Today the BC River Forecast Centre released the latest Snow Survey and Water Supply Bulletin, showing higher-than-normal levels for both the Boundary and West Kootenay snowpacks. The Boundary snowpack is at 128 per cent of normal, which is a seven per cent increase since January 1, 2020. The West Kootenay snowpack is also higher than normal at 126 per cent and it has increased 15 per cent since last reported.
“Snowpack is one of the three components that determines the rate of spring runoff, and although the current snowpack is high this does not necessarily equate to a flood event in spring. The amount of snow received at high elevations in February, March and April can vary widely, and snowpack levels can increase or decrease significantly through the late winter months,” said Mark Stephens, Interim Emergency Program Manager at the RDKB.
The RDKB emergency program monitors snowpack, river levels and weather forecasts daily and communicates regularly with provincial staff at the BC River Forecast Centre and emergency program staff at Emergency Management BC. Emergency officials also play a key role in educating residents to prepare themselves for any emergencies that could occur in the region. Before the 2020 freshet, the Emergency Program encourages residents to do three things:
- Ensure that drains, culverts and other means of moving water away from residences remain clear as the snow continues to melt.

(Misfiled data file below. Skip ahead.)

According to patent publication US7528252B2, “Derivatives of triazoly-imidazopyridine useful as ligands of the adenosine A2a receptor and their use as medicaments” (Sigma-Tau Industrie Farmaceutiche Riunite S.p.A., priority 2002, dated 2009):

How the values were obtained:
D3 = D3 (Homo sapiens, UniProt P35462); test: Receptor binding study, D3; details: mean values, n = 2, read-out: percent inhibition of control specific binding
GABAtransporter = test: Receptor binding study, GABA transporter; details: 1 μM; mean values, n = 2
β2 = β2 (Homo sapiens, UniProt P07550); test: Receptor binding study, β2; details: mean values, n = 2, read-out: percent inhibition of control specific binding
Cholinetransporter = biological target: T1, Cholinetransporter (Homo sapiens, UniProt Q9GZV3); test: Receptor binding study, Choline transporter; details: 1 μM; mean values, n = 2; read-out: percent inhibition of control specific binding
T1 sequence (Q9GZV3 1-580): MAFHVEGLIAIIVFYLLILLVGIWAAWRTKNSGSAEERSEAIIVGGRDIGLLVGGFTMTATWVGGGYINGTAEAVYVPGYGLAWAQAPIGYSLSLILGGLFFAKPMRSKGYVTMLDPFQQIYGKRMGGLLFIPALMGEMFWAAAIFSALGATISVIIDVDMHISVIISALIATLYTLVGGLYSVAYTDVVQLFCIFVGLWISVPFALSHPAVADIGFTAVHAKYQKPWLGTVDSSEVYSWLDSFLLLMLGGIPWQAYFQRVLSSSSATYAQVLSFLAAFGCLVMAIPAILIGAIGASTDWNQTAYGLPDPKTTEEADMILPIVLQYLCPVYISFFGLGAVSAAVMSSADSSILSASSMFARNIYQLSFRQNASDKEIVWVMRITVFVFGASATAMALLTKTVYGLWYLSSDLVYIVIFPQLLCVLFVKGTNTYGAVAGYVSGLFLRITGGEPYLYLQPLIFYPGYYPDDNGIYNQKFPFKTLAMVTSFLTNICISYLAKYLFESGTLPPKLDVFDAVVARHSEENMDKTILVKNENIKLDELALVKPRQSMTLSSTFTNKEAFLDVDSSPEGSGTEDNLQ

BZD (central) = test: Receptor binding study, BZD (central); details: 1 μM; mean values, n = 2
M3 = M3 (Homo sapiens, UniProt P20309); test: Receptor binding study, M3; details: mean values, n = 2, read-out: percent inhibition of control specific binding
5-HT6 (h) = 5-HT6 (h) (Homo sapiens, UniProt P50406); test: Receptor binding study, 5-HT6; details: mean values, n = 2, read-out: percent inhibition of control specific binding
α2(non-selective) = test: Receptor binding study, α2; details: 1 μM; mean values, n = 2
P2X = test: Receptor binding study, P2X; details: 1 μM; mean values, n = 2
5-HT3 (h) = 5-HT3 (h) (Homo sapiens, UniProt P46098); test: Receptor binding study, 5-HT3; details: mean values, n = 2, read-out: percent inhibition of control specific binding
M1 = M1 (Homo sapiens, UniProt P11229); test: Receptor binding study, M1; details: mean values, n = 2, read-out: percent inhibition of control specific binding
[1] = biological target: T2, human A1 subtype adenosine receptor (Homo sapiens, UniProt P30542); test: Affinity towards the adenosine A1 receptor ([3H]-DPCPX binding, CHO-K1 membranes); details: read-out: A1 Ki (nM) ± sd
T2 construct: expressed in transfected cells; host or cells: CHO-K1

- Sign up to receive emergency evacuation alerts on a landline, mobile device or by email at emergency.rdkb.com or contact the RDKB directly at 1-800-355-7352 to get help signing up.
- Prepare by developing a household emergency plan, putting together a grab-and-go bag and connecting with neighbours. Emergencies teach us that knowing neighbours and developing a neighbourhood emergency plan can dramatically change how we fare in an emergency and how we recover afterwards.
“Here in the Boundary many people are still feeling the effects of the 2018 Boundary Flood and hearing that we have another high snowpack year this year is no doubt concerning to some ,” said Roly Russell, RDKB Electoral Area ‘D’/Rural Grand Forks Director. “I’ve been intimately involved in our emergency response and recovery strategy, and know that as a community we have made great strides in implementing the lessons we have learned from past flooding. It always pays to be prepared, but these current snowpack estimates are not at this time a cause for alarm.”
“As a regional district we have been working with all our emergency service partners in all levels of government and at the community level. We have a flood response plan, we have refined our evacuation route planning and improved our mapping and communications,” said Diane Langman, RDKB Board Chair. “I am confident we are as prepared as we can be for this freshet season.”
The RDKB Emergency Program will update the public as new snowpack information is available. Emergency Program staff will continue to review flood response plans and protocols, discuss contingency planning with other agencies, and complete the ongoing work underway to recover from the 2018 Boundary Flood.
Information on current river and snowpack levels is available at emergency.rdkb.com.
More information about preparing for emergencies is available on the Prepared BC website: https://www2.gov.bc.ca/gov/content/safety/emergency-preparedness-response-recovery/preparedbc